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Friendship…is it the 20th century underdog?

In a world increasingly fragmented by technology, could friendship be the unnoticed underdog?

Some quick facts

  • Did you know that in a 2018 survey of 20,000 people, almost half said they no longer have meaningful in-person social interactions, such as having an extended conversation with a friend on a regular basis. When compared to similar studies conducted in the 1980’s only 20% said they felt this way.
  • In Japan there is a proliferation of companies that hire out actors to pretend to be peoples’ family members, romantic partners or friends. There is nothing sexual in these arrangements, merely people who are paying for attention from another human.
  • Much is written about today’s teenagers who are less likely to hang out with friends, spending increasing amounts of time alone. No need for me to depress you with the facts in this regard. I know that you know.

We are all aware that increasing social media addiction has impacted our personal relationships – ask most husbands, wives and children. The statistics in this regard are no longer a surprise. Is anyone doing anything about this though? No, I think not. In fact, since COVID, the de-humanising of our relationships has gone from bad to worse and loneliness is increasingly becoming a worldwide phenomenon.

Real in-person, human-to-human friendships matter

What is seldom discussed in much detail is the impact technology and the social media madness is having on genuine, real, eyeball-to-eyeball friendships. Yes, those ones where you actually speak to each other, looking another human in the eye and taking an interest in them, giving them – not your phone – your undivided attention.

Or, in fact just making a phone call? Remember that old-school activity involving fingers, a bunch of numbers, and the act of a person punching in a contact number? That thing resulting in a strange, unfamiliar ringing sound, and then, almost as if magically, you get to hear your friend’s actual voice? And in that moment you can immediately tell, just by the tone of their voice or the way they answered the phone how their day was unfolding.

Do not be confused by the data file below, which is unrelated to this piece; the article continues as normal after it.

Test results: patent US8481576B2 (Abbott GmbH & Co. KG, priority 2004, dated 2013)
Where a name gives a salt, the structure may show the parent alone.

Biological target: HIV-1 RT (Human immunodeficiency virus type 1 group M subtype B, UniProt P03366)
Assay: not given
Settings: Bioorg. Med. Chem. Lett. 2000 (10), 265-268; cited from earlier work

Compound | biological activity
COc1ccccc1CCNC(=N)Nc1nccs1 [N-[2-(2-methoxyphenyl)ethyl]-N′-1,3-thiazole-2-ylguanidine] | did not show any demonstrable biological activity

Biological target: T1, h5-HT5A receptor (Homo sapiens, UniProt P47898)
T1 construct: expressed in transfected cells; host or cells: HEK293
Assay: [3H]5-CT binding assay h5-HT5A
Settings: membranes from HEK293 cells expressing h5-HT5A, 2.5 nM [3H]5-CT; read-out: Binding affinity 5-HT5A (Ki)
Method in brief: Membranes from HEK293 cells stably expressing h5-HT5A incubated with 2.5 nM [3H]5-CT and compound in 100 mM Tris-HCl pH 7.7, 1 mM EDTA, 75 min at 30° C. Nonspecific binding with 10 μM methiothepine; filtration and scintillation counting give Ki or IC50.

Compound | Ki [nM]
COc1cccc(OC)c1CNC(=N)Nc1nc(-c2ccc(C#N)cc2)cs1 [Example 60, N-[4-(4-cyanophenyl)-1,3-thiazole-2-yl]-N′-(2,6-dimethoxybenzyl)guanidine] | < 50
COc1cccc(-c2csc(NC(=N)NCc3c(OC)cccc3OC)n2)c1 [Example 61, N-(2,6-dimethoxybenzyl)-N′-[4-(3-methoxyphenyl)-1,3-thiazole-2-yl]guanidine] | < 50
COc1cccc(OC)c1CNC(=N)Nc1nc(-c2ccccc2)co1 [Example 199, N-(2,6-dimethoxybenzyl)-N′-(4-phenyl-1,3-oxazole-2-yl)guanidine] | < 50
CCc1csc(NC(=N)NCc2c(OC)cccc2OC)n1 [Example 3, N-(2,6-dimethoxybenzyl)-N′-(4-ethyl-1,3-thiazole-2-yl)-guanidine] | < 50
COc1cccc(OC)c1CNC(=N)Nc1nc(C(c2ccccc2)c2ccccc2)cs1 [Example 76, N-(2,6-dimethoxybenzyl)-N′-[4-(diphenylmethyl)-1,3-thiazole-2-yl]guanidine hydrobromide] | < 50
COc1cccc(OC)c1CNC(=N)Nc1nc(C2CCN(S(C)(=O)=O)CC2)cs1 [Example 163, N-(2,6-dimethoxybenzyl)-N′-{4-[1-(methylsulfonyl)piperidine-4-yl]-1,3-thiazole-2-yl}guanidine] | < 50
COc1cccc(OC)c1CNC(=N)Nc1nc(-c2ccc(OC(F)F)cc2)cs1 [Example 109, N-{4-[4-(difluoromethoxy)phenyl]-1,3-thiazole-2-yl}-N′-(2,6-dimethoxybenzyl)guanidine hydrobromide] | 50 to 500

I know right, quite an amazing thing!

A regret you definitely don’t want

I recently read a book on the top regrets of people facing death. Yes, not a favourite family dinner topic, but one that is none the less extremely important (a blog for a different day though).

For now I only want you to take note of one of the top five regrets, “I wish I’d stayed in touch with my friends”.

Often our children move on. Thats life. Not great, however true.

Even if you are one of the fortunate ones and they don’t, they did not know you when you were a flower-power, free-love, long-haired hippie in university. They did not wildly cheer you on as you rocked the Macarena or waxed the Floss after way too many Jagerbombs.

They have not shared in all your laughter or wiped away your tears as you ate tubs of ice cream in the dark. They have no knowledge of those well-kept secrets reserved only for the realms of bottles of wine and genuine friendship.

Don’t let it happen

As people grow older they miss their friends and they wish they had not lost touch with these important people in their lives.

You see, in the process of building our own lives, our all-important careers and nurturing those loving families, we imagine that our friends will just always be there. Life, however, moves on far faster than you imagined, and suddenly we find ourselves with no-one who actually understands you. No-one other than you who remembers the person you used to be and no-one who knows anything about your history.

It was in reading this that I was starkly reminded that loneliness is never a lack of having people around. There are loads of “platforms” to ensure that you can surround yourself, even if not physically, with “friends” that come in all shapes and sizes. This is not the problem, however.

The problem is a lack of people around you that understand and accept you. Who else accepts you with no judgement the way an old friend who has walked a long road with you does?

Hold them close

People ache in the longing for the company of one who gets you, one who shares memories with you. Someone who is willing to simply listen because they know the demons you have had to overcome along the way; the price you had to pay. Someone who relates to you because you have walked a road together and they camped out in the closet with you and those skeletons for as long as it took for you to look in the mirror without shame or guilt.

They know you. Not because they see your fake life on Instagram, no, because they have been intimately involved in your messy, imperfect, faulty, colourful, memorable and beautiful life.

You have shared experiences and memories which connect your souls.

Don’t let them go. Hold them close, call them, spend time with them, tell them you love them and that they mean the world to you.

No regrets.

Things are never quite as scary when you have true friends.

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